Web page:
Archive for the ‘Environmental Attitude’ Tag

Standing At The Altar of Nature — Part II: Nature Attitude   4 comments

Sabino Canyon — Image by kenne

A short time after posting “Standing at the Altar of Nature,” I received an email from Sabino Canyon Volunteer Naturalists (SCVN) member, Walt Tornow, saying that my poem  “. . . captures my feelings about being in the mountains beautifully.” Walt and I understand how really rich we are, being able to embrace the great American treasure possessed by every citizen of our country. Walt represents people who love nature, want to experience as much of it as possible, and want to preserve and  share it. His feelings are expressed in the following, which he shared in his email and gave permission to post. 


Finding God in the wilderness …

  • The majesty of our mountains, the magnificence of views/ vistas they afford, and the splendor and munificence of the many gifts that nature has to offer
  • The awe and humility that comes from being witness to the grandeur of it all, juxtaposed with realizing the relative smallness and fleetingness of  our existence
  • Never feeling or being alone … lots of company by nature’s creatures, and taking in the beauty of nature’s show
  • Feeling vunerable, yet trusting, being in the wilderness — potential prey to wildlife, and exposed to the elements
  • Experiencing awe, joy and inspiration, by being here
  • Feeling connected … becoming one with myself, with nature, and the universe
  • Finding peace, serenity, and sense of holiness … my place of worship and meditation


Here for the grace of God am I …

Grateful to be, to, be here, and be given the opportunity and capacity to enjoy the many gifts/ blessings around me.

— Walt Tornow

It’s common to find many in southeast Arizona who love the beautiful Sonoran Desert. Americans, in general, love their National Parks. But, as Nicholas D. Kristof shared in Sunday’s (9/11/11) NY Times op-ed piece, “The National Park Service reports that the number of recreational visits to our national parks was lower in 2010 than a decade earlier — lower even than in 1987 and 1988. There were 35 percent more backcountry campers in the national parks in 1979 than in 2010.”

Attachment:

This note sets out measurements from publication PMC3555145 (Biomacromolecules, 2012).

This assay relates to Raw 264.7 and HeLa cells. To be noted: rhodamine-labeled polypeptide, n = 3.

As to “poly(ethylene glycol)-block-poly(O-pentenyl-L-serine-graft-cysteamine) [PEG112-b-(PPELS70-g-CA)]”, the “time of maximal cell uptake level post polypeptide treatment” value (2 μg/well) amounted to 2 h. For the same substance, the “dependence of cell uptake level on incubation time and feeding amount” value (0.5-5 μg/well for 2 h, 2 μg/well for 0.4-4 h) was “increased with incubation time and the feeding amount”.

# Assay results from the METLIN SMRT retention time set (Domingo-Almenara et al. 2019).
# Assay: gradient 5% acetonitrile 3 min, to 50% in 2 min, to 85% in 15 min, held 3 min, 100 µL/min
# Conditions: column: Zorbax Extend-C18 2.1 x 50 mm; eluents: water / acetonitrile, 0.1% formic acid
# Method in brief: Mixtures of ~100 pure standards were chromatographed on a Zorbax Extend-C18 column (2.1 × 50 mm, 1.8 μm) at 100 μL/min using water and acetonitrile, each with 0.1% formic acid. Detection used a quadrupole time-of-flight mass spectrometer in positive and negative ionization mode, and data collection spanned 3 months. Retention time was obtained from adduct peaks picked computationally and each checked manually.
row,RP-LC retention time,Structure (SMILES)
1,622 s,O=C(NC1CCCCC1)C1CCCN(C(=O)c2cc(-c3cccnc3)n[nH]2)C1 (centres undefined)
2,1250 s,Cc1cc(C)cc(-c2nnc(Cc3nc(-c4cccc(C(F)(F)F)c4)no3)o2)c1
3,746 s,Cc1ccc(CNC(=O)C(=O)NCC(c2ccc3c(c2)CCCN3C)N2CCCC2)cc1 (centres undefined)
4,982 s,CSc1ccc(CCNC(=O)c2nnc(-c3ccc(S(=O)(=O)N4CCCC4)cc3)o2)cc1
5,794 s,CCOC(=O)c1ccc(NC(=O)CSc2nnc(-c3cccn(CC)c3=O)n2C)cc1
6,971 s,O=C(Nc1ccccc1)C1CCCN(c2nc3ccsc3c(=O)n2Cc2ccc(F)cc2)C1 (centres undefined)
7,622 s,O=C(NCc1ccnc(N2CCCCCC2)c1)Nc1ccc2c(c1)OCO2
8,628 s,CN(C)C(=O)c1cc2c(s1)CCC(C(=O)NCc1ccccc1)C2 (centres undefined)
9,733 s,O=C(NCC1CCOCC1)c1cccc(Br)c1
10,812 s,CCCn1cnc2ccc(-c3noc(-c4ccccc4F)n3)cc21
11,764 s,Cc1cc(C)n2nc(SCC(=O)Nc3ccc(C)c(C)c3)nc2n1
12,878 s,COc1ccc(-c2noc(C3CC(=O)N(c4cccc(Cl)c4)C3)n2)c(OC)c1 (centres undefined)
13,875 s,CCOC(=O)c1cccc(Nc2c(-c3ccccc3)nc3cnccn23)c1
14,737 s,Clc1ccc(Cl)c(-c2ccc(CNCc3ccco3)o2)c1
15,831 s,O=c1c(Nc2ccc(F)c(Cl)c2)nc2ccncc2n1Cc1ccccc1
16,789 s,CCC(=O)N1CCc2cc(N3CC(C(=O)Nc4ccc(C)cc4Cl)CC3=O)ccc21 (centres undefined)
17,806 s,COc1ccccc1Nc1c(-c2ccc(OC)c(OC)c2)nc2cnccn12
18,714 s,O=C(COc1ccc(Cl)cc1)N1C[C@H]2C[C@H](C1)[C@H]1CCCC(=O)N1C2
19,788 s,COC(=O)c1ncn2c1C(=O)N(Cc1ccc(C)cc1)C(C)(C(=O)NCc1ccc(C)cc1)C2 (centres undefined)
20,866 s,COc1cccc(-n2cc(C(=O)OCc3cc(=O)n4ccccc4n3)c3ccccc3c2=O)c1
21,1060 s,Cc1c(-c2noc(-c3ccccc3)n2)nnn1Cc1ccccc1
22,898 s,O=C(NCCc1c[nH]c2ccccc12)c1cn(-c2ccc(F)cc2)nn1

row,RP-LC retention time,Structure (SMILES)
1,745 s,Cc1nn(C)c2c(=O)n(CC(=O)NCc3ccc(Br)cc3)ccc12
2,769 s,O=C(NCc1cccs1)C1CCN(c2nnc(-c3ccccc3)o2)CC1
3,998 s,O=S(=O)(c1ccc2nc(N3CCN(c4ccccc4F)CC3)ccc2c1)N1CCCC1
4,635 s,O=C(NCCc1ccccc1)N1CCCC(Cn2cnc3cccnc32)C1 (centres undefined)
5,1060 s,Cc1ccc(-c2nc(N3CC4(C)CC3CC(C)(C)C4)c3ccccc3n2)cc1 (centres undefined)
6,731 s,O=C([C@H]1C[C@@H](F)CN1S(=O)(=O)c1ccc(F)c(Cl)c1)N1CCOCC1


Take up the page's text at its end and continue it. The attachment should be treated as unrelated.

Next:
The Outdoor Foundation concluded in a “special report on youth” that “Fewer and fewer youth are heading outdoors each year.” It added that “each year outdoorshood has rapidly moved indoors, leading to epidemic levels of childhood obesity and inactivity.”

Richard Louv, author of the bestselling book, Last Child in the Woodswrites of the staggering divide between children and the outdoors, which he calls, “nature-deficit.” 

“The future will belong to the nature-smart—those individuals, families, businesses, and political leaders who develop a deeper understanding of the transformative power of the natural world and who balance the virtual with the real. The more high-tech we become, the more nature we need.”—Richard Louv

This trend is sad, but the SCVN organization is doing something to turn the trend around. In the words of William Wordsworth, “Let Nature be your teacher,” the SCVN promotes awareness and appreciation of nature “through activities and programs for children and adults.” Nature “reminds us that we are part of a larger universe, stewards rather than masters of our world.”

In today’s world, a common thread is “stress.” The best break from stress is Nature, and as David Biello reports in Scientific American, “A growing body of research suggests nature walks may be more restorative than traditional stimulants like caffeine.” For me, I’ll take both! What is your Nature attitude?

The SCVN organization is one of the best examples of Margaret Mead’s belief that “A small group of thoughtful people could change the world. Indeed, it’s the only thing that ever has.”

Again, I share the words of William Wordsworth on Nature:


These beauteous forms,

Through a long absence, have not been to me
As is a landscape to a blind man’s eye:
But oft, in lonely rooms, and ‘mid the din
Of towns and cities, I have owed to them
In hours of weariness, sensations sweet,
Felt in the blood, and felt along the heart;
And passing even into my purer mind,
With tranquil restoration: — feelings too
Of unremembered pleasure: such, perhaps,
As have no slight or trivial influence
On that best portion of a good man’s life,
His little, nameless, unremembered, acts
Of kindness and of love. Nor less, I trust,
To them I may have owed another gift,
Of aspect more sublime; that blessed mood,
In which the burthen of the mystery,
In which the heavy and the weary weight
Of all this unintelligible world,
Is lightened: — that serene and blessed mood,
In which the affections gently lead us on, —
Until, the breath of this corporeal frame
And even the motion of our human blood
Almost suspended, we are laid asleep
In body, and become a living soul:
While with an eye made quiet by the power
Of harmony, and the deep power of joy,
We see into the life of things.

— William Wordsworth, from the poem, “Tintern Abby” 


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